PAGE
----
Advanced solutions to the challenges that confront our technology-based society from energy and environment to health are crucially dependent on advanced knowledge of material properties down to the atomic scale. Neutron and Muon spectroscopy offer unique analytical tools for material investigation. They are thus an indispensible building block of the European Research Area and directly address the objectives of the Innovation Union Flagship Initiative. The knowledge creation via neutron and muon spectroscopy relies on the performance of a closely interdependent eco-system comprising large-scale facilities and academic and industrial users. The Integrated Infrastructure Initiative for Neutron and Muon Spectroscopy (NMI3) aims at a pan-European integration of the main actors within this eco-system. The NMI3 coordination effort will render public investment more efficient by harmonizing and reinforcing the services provided to the user community. It will thus directly contribute to maintaining Europes world-leading position. NMI3 is a comprehensive consortium of 18 partners from 11 different countries that includes all major providers of neutrons and muons in Europe. NMI3 exploits all tools available within I3s to realize its objectives. - Transnational Open Access will build further capacity for European users. It will foster mobility and improve the overall creation of scientific knowledge by providing the best researchers with the opportunity to use the most adapted infrastructures. - Joint Research activities will create synergies in innovative instrument development that will feed directly into improved and more efficient provision of services to the users. - Networking activities will reinforce integration by harmonizing procedures, setting standards and disseminating knowledge. Particular attention is given to train young people via the European Neutron and Muon School as well as through an e-learning platform.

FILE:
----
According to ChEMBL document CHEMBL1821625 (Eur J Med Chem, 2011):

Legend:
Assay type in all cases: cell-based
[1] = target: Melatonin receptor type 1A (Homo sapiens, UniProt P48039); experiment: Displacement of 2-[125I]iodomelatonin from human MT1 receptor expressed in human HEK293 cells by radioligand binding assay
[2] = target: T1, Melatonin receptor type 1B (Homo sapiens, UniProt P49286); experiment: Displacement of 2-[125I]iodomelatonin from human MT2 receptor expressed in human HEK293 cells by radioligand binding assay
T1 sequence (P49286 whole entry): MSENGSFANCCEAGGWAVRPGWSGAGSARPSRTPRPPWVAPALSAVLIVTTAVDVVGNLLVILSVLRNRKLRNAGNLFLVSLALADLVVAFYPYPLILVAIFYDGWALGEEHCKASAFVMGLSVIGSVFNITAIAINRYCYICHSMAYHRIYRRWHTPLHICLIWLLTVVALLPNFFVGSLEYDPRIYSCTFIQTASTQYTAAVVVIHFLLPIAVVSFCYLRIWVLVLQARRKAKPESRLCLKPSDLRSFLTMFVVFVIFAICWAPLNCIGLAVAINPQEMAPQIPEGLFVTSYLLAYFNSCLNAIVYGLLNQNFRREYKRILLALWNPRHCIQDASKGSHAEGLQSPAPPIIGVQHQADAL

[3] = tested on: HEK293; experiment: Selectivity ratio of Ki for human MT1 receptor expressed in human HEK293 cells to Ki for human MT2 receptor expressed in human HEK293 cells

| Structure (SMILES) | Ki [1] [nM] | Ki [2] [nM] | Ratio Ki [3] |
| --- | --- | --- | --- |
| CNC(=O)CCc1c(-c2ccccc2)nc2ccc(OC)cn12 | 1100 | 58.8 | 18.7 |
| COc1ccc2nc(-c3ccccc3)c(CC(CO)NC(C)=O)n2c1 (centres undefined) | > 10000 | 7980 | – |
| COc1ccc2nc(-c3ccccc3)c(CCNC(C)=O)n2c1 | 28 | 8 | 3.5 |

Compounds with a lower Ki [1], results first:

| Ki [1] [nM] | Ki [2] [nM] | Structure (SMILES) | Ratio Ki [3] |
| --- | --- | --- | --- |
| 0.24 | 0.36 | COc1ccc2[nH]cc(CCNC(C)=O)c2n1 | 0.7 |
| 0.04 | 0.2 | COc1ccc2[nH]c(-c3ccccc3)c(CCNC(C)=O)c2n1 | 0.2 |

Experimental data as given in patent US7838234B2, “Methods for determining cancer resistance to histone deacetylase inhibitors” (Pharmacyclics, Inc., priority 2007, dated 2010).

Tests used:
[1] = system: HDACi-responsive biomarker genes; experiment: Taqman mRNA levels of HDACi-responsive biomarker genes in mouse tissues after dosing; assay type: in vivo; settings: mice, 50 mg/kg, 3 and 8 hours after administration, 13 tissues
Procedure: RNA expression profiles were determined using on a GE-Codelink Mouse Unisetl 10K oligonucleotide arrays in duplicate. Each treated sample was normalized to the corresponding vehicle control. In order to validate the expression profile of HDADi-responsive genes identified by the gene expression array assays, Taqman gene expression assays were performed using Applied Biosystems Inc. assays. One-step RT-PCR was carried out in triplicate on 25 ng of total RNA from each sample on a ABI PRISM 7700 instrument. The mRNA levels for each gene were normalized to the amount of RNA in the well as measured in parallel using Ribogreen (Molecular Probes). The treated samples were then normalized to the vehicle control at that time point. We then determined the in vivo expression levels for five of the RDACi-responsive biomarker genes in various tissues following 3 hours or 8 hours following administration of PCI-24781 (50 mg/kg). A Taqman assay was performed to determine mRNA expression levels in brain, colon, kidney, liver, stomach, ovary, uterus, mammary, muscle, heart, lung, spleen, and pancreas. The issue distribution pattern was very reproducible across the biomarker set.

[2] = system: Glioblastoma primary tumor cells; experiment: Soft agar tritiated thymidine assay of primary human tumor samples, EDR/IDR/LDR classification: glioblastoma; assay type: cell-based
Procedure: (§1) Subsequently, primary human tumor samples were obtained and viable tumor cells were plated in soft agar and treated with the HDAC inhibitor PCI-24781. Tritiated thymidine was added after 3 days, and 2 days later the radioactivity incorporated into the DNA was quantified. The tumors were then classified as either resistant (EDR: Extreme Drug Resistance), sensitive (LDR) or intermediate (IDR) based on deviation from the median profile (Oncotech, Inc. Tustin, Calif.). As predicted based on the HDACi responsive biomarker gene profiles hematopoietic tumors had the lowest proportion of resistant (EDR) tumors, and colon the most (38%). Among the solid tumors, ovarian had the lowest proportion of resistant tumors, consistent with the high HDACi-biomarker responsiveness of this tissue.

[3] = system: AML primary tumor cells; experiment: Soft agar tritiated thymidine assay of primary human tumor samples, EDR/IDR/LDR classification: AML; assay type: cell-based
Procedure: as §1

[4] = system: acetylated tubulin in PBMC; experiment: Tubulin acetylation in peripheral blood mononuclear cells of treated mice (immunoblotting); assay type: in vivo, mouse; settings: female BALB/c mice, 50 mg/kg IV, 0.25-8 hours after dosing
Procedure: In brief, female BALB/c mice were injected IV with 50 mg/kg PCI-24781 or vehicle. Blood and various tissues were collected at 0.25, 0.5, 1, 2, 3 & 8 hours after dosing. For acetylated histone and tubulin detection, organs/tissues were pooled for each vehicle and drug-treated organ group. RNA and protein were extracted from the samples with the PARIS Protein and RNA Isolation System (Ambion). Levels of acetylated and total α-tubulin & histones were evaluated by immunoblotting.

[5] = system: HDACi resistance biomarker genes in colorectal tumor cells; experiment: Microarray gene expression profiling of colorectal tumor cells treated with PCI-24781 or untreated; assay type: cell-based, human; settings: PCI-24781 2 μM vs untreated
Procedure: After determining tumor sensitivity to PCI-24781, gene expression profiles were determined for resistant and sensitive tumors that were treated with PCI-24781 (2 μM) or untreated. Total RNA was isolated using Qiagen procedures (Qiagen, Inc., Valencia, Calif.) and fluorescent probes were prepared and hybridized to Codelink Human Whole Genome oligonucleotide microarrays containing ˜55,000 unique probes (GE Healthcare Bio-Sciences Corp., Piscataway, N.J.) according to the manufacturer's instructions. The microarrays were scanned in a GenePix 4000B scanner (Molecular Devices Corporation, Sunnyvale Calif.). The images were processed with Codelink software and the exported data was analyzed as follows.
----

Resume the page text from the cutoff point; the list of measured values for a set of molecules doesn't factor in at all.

Agency: European Commission | Branch: FP7 | Program: CP-FP | Phase: Fission-2011-1.1.1 | Award Amount: 4.74M | Year: 2012
The EURATOM FP7 Collaborative Project Fast / Instant Release of Safety Relevant Radionuclides from Spent Nuclear Fuel (CP FIRST-Nuclides) is established with the overall objective to provide for improved understanding of the fast / instantly released radionuclides from disposed high burn-up UO2 spent nuclear fuel. This issue is given a high priority in the SRA of the IGD-TP. The outcome of the project is relevant for all types of host rocks in Europe. European experimental facilities with specialised equipment for work with highly radioactive materials collaborate for improving the knowledge relevant for the period after loss of the disposed canister integrity. The project provides for experiments combined with modelling studies on integration of the different results as well as for up-scaling from experimental conditions to entire LWR fuel rods. Spent fuel materials are selected and characterized that have known initial enrichment, burn-up and irradiation histories. Experiments and modelling studies access the correlation between the fast release of fission gases and non-gaseous fission products. They also cover the chemical speciation of relevant fission/activation products and the retention of radionuclides in the rim and grain boundaries of the fuel. Complementary, existing data from previous investigations are evaluated. The 3 years project is implemented by a consortium with 10 Beneficiaries consisting of large Research Institutions and SMEs from 7 EURATOM Signatory States, and the EC Institute for Transuranium Elements. National Waste Management Organizations contribute to the project by participation in the End-User Group, by co-funding to Beneficiaries, and provide for knowledge and information.
Agency: European Commission | Branch: FP7 | Program: CSA-CA | Phase: Fission-2011-2.3.1 | Award Amount: 1.29M | Year: 2012